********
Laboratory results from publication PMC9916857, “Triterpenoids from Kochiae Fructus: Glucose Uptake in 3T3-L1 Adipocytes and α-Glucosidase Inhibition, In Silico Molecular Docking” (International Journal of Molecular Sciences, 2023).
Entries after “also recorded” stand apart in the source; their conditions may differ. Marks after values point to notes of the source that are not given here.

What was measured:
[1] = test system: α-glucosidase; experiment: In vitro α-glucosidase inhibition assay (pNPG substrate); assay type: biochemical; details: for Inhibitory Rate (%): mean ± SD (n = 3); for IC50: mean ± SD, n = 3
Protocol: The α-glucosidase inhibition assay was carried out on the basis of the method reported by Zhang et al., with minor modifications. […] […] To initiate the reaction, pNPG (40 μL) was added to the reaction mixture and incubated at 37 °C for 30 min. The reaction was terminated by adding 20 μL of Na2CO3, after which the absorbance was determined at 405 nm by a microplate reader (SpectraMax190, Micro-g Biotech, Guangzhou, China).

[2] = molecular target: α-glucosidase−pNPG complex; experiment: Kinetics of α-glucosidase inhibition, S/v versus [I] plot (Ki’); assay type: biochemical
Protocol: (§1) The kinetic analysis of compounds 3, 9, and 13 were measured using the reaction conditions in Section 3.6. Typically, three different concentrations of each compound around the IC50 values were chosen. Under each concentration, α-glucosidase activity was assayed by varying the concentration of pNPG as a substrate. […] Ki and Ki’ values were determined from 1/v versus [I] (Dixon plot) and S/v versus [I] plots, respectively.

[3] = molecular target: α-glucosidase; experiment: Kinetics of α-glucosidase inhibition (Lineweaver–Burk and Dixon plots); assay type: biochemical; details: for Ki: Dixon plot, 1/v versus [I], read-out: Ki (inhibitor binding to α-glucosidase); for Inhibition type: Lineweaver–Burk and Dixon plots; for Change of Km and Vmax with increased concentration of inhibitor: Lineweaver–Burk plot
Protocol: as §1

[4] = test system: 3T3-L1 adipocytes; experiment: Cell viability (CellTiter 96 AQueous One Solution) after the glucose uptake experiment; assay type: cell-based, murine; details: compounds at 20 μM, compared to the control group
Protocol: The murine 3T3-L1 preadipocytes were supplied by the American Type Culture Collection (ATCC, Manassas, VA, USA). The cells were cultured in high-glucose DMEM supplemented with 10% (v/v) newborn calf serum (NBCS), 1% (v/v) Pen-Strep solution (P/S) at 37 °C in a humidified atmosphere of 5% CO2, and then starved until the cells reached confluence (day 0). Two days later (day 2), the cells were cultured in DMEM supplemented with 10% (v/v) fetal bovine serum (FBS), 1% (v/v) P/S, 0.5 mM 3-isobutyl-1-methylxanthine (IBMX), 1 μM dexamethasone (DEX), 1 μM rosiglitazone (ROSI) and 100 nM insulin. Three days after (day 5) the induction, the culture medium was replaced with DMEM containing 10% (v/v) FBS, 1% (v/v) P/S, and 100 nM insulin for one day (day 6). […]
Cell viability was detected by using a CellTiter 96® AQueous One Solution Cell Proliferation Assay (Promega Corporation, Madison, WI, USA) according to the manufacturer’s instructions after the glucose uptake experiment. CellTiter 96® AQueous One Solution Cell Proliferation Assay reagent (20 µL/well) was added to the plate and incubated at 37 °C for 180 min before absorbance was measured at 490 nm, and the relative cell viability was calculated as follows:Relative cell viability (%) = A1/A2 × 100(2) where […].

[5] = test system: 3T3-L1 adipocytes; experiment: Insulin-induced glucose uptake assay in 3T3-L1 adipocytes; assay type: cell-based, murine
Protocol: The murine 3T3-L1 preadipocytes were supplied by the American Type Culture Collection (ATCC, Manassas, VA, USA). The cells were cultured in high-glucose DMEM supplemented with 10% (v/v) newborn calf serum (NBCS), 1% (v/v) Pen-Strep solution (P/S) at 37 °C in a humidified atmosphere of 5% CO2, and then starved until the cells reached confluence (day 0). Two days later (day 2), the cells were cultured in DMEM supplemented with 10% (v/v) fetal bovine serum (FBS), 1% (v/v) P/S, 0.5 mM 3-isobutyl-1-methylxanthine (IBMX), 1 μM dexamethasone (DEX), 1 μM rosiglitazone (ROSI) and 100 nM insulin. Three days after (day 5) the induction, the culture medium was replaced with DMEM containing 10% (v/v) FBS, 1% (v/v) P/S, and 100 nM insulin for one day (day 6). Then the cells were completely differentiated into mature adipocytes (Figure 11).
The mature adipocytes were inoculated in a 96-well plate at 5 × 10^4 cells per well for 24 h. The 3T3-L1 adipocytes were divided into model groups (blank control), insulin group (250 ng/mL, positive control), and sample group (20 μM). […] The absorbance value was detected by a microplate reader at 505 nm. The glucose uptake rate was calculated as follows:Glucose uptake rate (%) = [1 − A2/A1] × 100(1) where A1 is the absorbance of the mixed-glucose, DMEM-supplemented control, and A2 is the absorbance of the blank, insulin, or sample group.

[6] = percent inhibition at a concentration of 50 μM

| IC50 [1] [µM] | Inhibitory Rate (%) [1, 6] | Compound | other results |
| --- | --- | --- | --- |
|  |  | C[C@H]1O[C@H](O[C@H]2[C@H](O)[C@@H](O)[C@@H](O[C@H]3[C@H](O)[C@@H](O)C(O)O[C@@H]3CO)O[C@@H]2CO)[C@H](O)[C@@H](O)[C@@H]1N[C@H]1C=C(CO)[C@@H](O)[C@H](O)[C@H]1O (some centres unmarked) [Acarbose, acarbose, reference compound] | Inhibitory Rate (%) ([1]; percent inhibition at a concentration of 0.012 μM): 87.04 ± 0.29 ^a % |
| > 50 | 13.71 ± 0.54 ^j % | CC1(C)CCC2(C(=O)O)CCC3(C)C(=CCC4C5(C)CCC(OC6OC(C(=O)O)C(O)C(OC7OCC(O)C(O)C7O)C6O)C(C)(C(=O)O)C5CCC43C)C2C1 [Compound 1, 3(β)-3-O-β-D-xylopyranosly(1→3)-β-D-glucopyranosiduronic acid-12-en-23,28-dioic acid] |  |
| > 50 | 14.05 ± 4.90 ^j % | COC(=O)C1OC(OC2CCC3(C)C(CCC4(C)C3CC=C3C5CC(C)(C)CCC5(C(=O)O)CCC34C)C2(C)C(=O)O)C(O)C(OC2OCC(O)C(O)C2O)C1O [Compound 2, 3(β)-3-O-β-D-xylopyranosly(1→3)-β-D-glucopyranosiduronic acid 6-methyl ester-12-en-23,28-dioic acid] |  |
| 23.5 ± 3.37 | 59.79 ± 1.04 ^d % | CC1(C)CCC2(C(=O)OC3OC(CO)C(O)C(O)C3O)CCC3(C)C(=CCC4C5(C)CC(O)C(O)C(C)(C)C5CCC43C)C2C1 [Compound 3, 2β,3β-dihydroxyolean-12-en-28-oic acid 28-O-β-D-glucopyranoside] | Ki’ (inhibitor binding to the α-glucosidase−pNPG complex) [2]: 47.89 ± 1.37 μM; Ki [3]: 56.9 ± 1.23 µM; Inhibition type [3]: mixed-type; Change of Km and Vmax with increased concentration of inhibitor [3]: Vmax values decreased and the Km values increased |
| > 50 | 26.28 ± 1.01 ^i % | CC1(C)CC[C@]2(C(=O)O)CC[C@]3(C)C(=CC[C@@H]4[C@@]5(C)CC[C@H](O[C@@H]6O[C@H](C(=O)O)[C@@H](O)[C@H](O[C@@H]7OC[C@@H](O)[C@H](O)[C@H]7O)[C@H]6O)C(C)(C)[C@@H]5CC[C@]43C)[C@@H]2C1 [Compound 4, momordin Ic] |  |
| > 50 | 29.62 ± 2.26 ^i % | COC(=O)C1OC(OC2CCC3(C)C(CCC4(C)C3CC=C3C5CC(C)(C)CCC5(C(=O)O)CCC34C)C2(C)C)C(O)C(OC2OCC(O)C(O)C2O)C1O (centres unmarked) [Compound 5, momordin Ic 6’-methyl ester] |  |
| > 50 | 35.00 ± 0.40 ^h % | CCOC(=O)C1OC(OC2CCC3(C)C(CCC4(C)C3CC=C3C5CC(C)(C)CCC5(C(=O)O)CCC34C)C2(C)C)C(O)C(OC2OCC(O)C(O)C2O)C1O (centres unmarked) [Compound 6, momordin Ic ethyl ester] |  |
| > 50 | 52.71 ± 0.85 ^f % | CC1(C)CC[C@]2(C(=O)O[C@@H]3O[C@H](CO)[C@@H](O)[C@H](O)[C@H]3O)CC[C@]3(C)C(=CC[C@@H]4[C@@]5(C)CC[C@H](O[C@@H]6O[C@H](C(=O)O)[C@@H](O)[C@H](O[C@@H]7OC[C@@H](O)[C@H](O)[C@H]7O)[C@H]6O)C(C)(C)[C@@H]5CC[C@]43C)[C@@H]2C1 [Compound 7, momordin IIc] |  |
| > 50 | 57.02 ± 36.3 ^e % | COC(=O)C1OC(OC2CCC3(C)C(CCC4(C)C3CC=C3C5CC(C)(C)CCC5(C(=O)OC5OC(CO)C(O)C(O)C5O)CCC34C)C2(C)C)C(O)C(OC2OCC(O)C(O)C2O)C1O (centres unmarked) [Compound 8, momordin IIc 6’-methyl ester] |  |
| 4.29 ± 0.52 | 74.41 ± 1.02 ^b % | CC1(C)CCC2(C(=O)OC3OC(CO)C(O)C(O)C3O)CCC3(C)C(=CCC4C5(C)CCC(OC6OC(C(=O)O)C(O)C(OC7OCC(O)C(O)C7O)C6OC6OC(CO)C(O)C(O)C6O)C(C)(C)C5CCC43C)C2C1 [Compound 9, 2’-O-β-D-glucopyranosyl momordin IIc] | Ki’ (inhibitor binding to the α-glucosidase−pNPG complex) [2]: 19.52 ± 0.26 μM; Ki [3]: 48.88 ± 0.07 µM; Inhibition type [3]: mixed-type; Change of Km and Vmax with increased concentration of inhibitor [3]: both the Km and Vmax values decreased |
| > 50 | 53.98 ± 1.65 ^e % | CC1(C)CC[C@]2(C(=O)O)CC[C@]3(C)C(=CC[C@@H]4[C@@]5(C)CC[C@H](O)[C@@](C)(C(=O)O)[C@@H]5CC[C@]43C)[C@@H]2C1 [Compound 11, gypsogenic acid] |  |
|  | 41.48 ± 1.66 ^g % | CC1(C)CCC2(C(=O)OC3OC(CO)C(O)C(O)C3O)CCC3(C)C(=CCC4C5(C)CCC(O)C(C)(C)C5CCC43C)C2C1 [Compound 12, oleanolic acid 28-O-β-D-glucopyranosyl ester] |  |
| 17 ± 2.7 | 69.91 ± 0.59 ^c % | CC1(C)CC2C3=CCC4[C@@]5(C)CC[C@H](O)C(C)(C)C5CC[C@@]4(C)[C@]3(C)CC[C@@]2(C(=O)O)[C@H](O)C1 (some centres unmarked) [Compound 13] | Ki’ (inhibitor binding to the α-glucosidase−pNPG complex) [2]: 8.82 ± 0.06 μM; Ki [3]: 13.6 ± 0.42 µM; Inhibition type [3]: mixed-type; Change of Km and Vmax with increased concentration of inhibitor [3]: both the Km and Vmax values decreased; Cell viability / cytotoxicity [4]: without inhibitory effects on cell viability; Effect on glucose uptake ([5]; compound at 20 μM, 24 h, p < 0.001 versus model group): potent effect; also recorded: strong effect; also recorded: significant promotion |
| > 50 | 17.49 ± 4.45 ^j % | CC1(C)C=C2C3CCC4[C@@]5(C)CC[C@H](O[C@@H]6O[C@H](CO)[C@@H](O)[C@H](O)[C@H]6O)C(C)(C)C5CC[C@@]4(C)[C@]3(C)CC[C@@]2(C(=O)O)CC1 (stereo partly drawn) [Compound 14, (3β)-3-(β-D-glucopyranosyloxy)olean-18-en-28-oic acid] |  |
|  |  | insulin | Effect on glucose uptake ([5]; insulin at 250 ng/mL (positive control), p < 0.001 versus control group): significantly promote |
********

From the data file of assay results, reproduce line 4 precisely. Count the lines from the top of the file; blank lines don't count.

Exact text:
[1] = test system: α-glucosidase; experiment: In vitro α-glucosidase inhibition assay (pNPG substrate); assay type: biochemical; details: for Inhibitory Rate (%): mean ± SD (n = 3); for IC50: mean ± SD, n = 3